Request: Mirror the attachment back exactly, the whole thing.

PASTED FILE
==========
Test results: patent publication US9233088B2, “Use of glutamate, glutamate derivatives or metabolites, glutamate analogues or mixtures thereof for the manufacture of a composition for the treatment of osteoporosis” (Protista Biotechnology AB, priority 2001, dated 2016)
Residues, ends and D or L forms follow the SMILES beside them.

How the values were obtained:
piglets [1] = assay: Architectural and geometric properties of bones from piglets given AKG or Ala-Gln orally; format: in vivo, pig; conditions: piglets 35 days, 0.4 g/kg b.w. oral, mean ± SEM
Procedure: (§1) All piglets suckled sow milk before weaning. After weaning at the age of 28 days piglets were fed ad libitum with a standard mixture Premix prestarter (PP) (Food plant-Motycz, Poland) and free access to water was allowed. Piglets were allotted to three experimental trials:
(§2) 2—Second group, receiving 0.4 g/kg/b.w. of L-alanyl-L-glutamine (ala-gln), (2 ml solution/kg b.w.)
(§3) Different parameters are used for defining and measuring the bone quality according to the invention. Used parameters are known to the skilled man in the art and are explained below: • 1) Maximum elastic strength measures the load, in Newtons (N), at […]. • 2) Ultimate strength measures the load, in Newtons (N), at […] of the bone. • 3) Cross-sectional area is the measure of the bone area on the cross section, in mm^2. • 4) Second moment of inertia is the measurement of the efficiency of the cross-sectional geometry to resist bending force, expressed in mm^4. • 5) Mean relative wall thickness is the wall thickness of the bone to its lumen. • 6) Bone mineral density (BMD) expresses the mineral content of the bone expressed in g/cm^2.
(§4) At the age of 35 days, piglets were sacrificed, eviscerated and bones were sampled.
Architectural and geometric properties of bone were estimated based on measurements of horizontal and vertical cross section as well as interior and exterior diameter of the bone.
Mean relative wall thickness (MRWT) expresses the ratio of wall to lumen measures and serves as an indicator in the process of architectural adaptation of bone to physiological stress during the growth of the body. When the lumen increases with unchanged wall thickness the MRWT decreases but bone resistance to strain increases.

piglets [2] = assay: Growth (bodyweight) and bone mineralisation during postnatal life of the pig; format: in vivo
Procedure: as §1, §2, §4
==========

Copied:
Test results: patent publication US9233088B2, “Use of glutamate, glutamate derivatives or metabolites, glutamate analogues or mixtures thereof for the manufacture of a composition for the treatment of osteoporosis” (Protista Biotechnology AB, priority 2001, dated 2016)
Residues, ends and D or L forms follow the SMILES beside them.

How the values were obtained:
piglets [1] = assay: Architectural and geometric properties of bones from piglets given AKG or Ala-Gln orally; format: in vivo, pig; conditions: piglets 35 days, 0.4 g/kg b.w. oral, mean ± SEM
Procedure: (§1) All piglets suckled sow milk before weaning. After weaning at the age of 28 days piglets were fed ad libitum with a standard mixture Premix prestarter (PP) (Food plant-Motycz, Poland) and free access to water was allowed. Piglets were allotted to three experimental trials:
(§2) 2—Second group, receiving 0.4 g/kg/b.w. of L-alanyl-L-glutamine (ala-gln), (2 ml solution/kg b.w.)
(§3) Different parameters are used for defining and measuring the bone quality according to the invention. Used parameters are known to the skilled man in the art and are explained below: • 1) Maximum elastic strength measures the load, in Newtons (N), at […]. • 2) Ultimate strength measures the load, in Newtons (N), at […] of the bone. • 3) Cross-sectional area is the measure of the bone area on the cross section, in mm^2. • 4) Second moment of inertia is the measurement of the efficiency of the cross-sectional geometry to resist bending force, expressed in mm^4. • 5) Mean relative wall thickness is the wall thickness of the bone to its lumen. • 6) Bone mineral density (BMD) expresses the mineral content of the bone expressed in g/cm^2.
(§4) At the age of 35 days, piglets were sacrificed, eviscerated and bones were sampled.
Architectural and geometric properties of bone were estimated based on measurements of horizontal and vertical cross section as well as interior and exterior diameter of the bone.
Mean relative wall thickness (MRWT) expresses the ratio of wall to lumen measures and serves as an indicator in the process of architectural adaptation of bone to physiological stress during the growth of the body. When the lumen increases with unchanged wall thickness the MRWT decreases but bone resistance to strain increases.

piglets [2] = assay: Growth (bodyweight) and bone mineralisation during postnatal life of the pig; format: in vivo
Procedure: as §1, §2, §4